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February 28, 2005

Uncooperative Row Gauge

Dear nona,

I just started a super cute baby sweater.  Much to my chagrin, I discovered that my stitch gauge was okay, but my row gauge was off.  The pattern calls for 48 rows in 4 inches, but I'm only getting 32!  Wouldn't you know it - the pattern is written in rows instead of inches.  Can I adjust the pattern to match my row gauge and if so...what's the secret?

Struggling with a small sweater in San Francisco

Dear Struggling,

Before we begin, I'd like to applaud you for knitting a gauge swatch.  Please take a brief MCS before continuing.  In nona's book, no gauge swatch equals crap shoot.

Very often if you match your pattern's stitch gauge, then your row gauge will also match -- thanks to the proportional nature of stitches -- but this is not always the case.  Now, nona is a bit concerned that your stitch gauge matches, but your row gauge is so far off.  So, before going any further please check:

  1. You measured and counted your rows accurately -- not that nona doubts you.
  2. You worked your gauge swatch in the proper stitch pattern.  Often the directions will say something like, "16 sts and 20 rows over 4 inches in seed stitch", which means you need to work your swatch in seed stitch.  If no stitch pattern is mentioned, good old stockinette stitch should be used.

Assuming all checks out okay and your row gauge does differ, you can use the gauge multiplier to adjust your pattern.   First, calculate the row multiplier by dividing your row gauge by the pattern's row gauge.  Your row multiplier is 32/48 = .67 -- isn't math fun!  Next, multiple all row numbers in your pattern by your row multiplier, rounding intelligently as necessary  For example, if your pattern reads, "CO 82 stitches and work for 86 rows", then your adjusted version is "CO 82 stitches and work for 58 rows" -- 86 x .67 = 57.6 rounded to 58.

Hopefully you get the basic idea.  Some patterns involve complex shaping, which also should be adjusted.  This, I'm afraid, is an advanced topic -- only read on if you're adventurous!

Advanced Pattern Adjustments

Let's look at a more complex example, the shaping of a sleeve.  In this example, assume your row gauge is 6 rows per inch and the pattern's is 5 rows per inch giving you a row multiplier of 1.2 (6/5).  Let's adjust the sleeve pattern based on the 1.2 stitch multiple step by step:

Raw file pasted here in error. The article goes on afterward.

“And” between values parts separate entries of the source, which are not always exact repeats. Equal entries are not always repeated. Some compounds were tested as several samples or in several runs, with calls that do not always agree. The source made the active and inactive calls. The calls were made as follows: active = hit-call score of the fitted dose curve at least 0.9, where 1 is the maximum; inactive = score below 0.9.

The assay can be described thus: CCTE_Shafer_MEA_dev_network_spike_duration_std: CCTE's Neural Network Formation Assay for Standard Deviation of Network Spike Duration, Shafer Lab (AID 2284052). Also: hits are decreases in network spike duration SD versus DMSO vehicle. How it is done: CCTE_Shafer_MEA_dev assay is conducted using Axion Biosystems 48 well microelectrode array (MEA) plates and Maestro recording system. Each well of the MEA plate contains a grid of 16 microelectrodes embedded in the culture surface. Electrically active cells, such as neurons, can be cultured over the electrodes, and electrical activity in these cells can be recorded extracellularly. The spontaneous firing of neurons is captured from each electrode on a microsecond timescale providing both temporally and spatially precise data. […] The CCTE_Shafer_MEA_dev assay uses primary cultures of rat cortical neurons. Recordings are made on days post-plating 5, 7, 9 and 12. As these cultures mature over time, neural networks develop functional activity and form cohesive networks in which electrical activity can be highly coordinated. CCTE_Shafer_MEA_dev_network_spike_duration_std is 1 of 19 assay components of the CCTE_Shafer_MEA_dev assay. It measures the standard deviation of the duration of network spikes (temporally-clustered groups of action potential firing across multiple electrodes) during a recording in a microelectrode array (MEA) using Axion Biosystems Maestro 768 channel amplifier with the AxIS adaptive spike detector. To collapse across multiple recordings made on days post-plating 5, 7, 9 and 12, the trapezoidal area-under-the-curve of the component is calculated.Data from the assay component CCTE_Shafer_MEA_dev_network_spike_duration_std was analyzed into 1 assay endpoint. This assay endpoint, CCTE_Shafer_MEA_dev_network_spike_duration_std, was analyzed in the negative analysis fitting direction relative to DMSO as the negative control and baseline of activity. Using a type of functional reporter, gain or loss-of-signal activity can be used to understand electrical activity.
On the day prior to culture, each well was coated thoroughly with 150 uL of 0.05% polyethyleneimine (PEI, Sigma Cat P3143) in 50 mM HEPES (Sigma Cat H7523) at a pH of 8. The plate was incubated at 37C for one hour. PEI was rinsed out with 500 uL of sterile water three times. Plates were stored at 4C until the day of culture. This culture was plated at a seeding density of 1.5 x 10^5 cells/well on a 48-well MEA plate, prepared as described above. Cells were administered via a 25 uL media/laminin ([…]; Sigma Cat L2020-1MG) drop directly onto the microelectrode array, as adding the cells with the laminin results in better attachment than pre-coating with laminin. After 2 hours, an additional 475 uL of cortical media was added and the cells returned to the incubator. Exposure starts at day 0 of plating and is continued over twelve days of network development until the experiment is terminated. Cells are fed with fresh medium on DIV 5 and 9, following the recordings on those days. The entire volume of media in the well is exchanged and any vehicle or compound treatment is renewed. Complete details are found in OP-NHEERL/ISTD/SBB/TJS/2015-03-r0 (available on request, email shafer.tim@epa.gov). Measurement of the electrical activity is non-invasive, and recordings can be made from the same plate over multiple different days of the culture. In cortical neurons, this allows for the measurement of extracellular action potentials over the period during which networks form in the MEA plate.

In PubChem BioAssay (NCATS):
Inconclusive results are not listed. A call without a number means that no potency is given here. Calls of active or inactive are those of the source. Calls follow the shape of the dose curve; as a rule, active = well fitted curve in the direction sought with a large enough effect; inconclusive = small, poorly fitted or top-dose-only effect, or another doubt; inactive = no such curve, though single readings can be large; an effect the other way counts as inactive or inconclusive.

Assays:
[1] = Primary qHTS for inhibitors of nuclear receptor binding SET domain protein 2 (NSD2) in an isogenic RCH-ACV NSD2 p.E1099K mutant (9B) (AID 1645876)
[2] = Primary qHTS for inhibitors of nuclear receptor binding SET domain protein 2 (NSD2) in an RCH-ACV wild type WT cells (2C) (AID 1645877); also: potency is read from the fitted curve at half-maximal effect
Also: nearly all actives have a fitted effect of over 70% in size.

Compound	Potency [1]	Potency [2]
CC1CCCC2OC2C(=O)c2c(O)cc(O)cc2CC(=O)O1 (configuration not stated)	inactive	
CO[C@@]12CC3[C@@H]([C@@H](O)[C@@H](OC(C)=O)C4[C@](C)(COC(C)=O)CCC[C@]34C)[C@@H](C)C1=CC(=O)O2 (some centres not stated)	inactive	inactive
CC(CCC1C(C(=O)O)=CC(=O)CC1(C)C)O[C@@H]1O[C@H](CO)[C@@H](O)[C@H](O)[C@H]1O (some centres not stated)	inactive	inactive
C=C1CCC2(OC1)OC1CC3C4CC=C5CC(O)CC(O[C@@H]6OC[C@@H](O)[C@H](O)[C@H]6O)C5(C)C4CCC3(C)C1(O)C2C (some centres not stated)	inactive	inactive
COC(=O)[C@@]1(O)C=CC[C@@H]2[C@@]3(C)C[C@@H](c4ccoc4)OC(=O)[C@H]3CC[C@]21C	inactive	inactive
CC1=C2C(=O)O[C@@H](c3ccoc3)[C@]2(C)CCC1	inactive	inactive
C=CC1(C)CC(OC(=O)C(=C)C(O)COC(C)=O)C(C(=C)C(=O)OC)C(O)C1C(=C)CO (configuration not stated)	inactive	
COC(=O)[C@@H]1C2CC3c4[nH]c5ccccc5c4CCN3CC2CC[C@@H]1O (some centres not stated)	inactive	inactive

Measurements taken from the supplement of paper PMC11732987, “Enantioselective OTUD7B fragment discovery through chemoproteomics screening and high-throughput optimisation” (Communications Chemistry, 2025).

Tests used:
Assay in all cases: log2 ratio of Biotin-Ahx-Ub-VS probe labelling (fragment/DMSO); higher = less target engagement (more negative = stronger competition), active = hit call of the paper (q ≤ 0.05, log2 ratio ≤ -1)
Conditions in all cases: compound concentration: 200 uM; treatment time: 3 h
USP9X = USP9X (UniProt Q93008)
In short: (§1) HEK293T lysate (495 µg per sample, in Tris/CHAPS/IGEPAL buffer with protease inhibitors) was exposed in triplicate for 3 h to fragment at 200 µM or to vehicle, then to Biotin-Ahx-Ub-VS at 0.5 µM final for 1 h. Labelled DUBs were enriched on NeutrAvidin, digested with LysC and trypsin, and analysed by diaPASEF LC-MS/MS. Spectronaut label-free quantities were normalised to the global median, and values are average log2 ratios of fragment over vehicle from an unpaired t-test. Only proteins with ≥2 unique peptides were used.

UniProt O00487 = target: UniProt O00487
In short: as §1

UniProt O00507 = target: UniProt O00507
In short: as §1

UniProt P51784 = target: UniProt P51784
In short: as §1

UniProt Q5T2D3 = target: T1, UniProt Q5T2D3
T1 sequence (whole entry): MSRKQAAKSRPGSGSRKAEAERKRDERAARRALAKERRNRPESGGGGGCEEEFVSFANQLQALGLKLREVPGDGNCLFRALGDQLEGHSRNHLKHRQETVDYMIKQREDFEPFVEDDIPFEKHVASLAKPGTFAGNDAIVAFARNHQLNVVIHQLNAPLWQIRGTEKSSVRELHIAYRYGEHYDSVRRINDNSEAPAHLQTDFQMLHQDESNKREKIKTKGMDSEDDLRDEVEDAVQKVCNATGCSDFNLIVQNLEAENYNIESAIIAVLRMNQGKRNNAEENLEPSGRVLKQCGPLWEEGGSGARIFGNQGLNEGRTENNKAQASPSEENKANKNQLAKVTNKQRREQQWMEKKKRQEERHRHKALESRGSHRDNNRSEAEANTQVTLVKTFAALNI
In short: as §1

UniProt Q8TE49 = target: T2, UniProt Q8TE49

1. CO 40 sts and work 10 12 rows -- 10 x 1.2 = 12 -- simple
  2. Inc 1 st each edge every 6 rows, 6 times and then 1 st each edge every 8 rows, 3 times - okay this will be a bit trickier.  In the original pattern, the sleeve is gradually increased over 60 rows.  nona knows its 60 rows because we work 6 rows, 6 times (36 rows) and 8 rows, 3 times (24 rows)  36 + 24 = 60.  For our adjusted version, we need to work the increases over 72 rows (60 x 1.2 = 72) -- leaving us 12 extra rows to fit in.   The 12 extra rows can be added by working the 6 6-row increases as 8-row increases.  The new adjusted pattern reads, "Inc 1 st each edge every 8 rows 9 times" -- yup, 8 rows, 9 times is 72 rows.

  3. Continue straight for a further 16 20 rows -- 16 x 1.2 = 19.2, then round up to the next even row

  4. BO 3 sts at the beg of the next 2 rows -- no adjustment needed.

  5. Dec 1 st each edge every 2 rows, 8 times then every 4 rows, 3 times -- another bit of trickiness for the sleeve cap shaping.  We know the original pattern shapes the sleeve cap over 28 rows -- 2 rows, 8 times (16 rows) and 4 rows, 3 times (12 rows).  For our adjusted version, we need to work the sleeve cap over 34 rows (28 x 1.2 rounded) -- leaving us 6 extra rows to fit in.  The 6 extra rows can be added by working 3 of the 2 row decreases as 4 row decrease.  The new adjusted pattern reads, "Dec 1 st each edge every 2 rows, 5 times then every 4 rows, 6 times" -- yup, 2 rows, 5 times (10 rows) and 4 rows, 6 times (24) is indeed 34 rows.

  6. BO all sts -- no adjustment needed.

nona knows this is a lot to absorb, but hopes it will help you adjust your pattern.  Remember, the calculator is your friend and keep notes for yourself -- who knows you may knit one sleeve today and the other in 6 months!

February 28, 2005 in Ask nona, Deciphering Patterns | Permalink


Good math, Nona.

I've aspired to posting these types of guides since I have had to redo many a pattern because of the row gauge...

But then I get exhausted and just having done the math myself is enough. ;-) Great post!

Posted by: Jenny | Mar 1, 2005 7:58:42 AM

This is such a great list. I will have to ponder some of theseā€“I have some of our own that we do as well as some of those on your list we already do.

Posted by: Buffalo Bills Jerseys | Sep 2, 2011 1:39:22 AM

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